According to CommonCore.org (McGraw Hill, 2014), 45 states, 4 territories, and Washington D.C. adopted the Common Core State Standards (CCSS). 89,890 public school districts with 2,972,000 public school teachers implemented and taught lessons anchored to the CCSS, and 45,750,000 students took one or more end of course tests based on the CCSS. With all of this participation from states and teachers, some states have abstained from drinking the Kool-Aid for various reasons.
While Virginia, Texas, Nebraska, Minnesota, and Alaska never adopted the CCSS, South Carolina, Oklahoma, Indiana adopted then chose to repeal the CCSS. Other states that were early adopters have since reviewed, revised the adapted or even repealed the CCSS (Bidwell, Common Core Support in Free Fall, 2014).
Focusing on the states that decided against the full adoption of the CCSS, their reasons were and are based on local, state, and federal politics. At the time Gov. Rick Perry of Texas explains, “Texas is on the right path toward improved education, and we would be foolish and irresponsible to place our children’s future in the hands of unelected bureaucrats and special interest groups thousands of miles away in Washington, virtually eliminating parents’ participation in their children’s education” (Bidwell, The Politics of the Common Core, 2014). His sentiment and fear is shared equally by other states that refuse to relinquish state and local control to federally backed standards.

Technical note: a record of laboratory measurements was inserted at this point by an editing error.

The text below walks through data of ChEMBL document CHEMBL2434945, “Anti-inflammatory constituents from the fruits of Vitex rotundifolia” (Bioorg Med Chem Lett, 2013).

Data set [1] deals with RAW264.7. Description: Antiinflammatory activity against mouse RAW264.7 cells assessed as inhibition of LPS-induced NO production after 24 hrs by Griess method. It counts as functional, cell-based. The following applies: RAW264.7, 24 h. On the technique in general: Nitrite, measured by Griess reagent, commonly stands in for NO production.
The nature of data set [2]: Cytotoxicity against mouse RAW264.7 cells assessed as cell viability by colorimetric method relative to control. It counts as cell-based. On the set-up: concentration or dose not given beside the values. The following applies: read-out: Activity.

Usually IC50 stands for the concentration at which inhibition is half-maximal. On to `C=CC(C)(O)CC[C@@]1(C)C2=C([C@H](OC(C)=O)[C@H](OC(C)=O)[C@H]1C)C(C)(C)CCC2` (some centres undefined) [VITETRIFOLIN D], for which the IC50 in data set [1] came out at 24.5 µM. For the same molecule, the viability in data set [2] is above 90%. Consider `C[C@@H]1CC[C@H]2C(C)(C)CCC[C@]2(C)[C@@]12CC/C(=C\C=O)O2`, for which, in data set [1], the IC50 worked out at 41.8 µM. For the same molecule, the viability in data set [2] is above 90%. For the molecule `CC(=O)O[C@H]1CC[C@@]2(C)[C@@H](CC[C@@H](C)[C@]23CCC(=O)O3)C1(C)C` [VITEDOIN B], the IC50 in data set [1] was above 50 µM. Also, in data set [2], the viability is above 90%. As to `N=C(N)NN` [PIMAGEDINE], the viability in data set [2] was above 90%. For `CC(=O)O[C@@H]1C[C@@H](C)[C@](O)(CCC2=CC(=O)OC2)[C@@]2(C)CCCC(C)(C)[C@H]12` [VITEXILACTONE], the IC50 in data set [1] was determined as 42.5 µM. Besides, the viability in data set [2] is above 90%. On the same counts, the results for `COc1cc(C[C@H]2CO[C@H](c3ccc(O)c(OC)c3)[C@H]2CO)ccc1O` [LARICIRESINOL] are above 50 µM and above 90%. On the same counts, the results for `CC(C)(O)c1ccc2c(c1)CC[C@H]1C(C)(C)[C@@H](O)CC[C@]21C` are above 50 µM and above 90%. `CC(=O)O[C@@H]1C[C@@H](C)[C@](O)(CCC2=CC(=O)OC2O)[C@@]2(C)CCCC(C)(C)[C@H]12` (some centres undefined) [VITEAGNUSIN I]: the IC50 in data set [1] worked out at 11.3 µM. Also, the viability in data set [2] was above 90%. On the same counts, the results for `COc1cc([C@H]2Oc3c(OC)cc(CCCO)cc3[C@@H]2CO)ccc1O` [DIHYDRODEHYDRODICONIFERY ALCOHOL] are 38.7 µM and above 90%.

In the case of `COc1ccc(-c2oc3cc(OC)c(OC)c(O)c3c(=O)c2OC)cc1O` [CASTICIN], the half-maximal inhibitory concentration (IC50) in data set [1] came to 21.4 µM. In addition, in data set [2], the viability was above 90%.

Indiana Governor Mike Pence intimated similar concerns as the state was considering a repeal of the CCSS, "Hoosiers have high expectations when it comes to Indiana schools," Pence said. "That's why Indiana decided to take a time-out on national education standards. When it comes to setting standards for schools, I can assure you, Indiana's will be uncommonly high. They will be written by Hoosiers, for Hoosiers, and will be among the best in the nation" (Bidwell, The Politics of the Common Core, 2014).
While state pride seems to be a central reason and controlling the content another, the CCSS is a thoughtful idea that was ruefully implemented as its adoption was tied to federal Race to the Top considerations. States that are choosing to forge their paths is fine. Having worked in Virginia and actually worked with a committee to develop state standards of learning, the process was one of community and consensus that took several years to implement and refine. The money and time invested could not be washed away with simple adoption of the CCSS.
Bidwell, A. (2014, Aug 20). Common Core Support in Free Fall. U.S. News and Report.
Bidwell, A. (2014, Mar 6). The Politics of the Common Core. U.S. News and Report
McGraw Hill. (2014). What everyone needs to know about Common Core State Standards. Retrieved September 17, 2015, from CTB.com: http://info.ctb.com/commoncorewhateveryoneneedstoknow
Stephens, C. (2013). Unlike Alabama, these five states didn't adopt the Common Core. Retrieved 17 September 2015, from http://blog.al.com/wire/2013/11/unlike_alabama_these_five_stat.html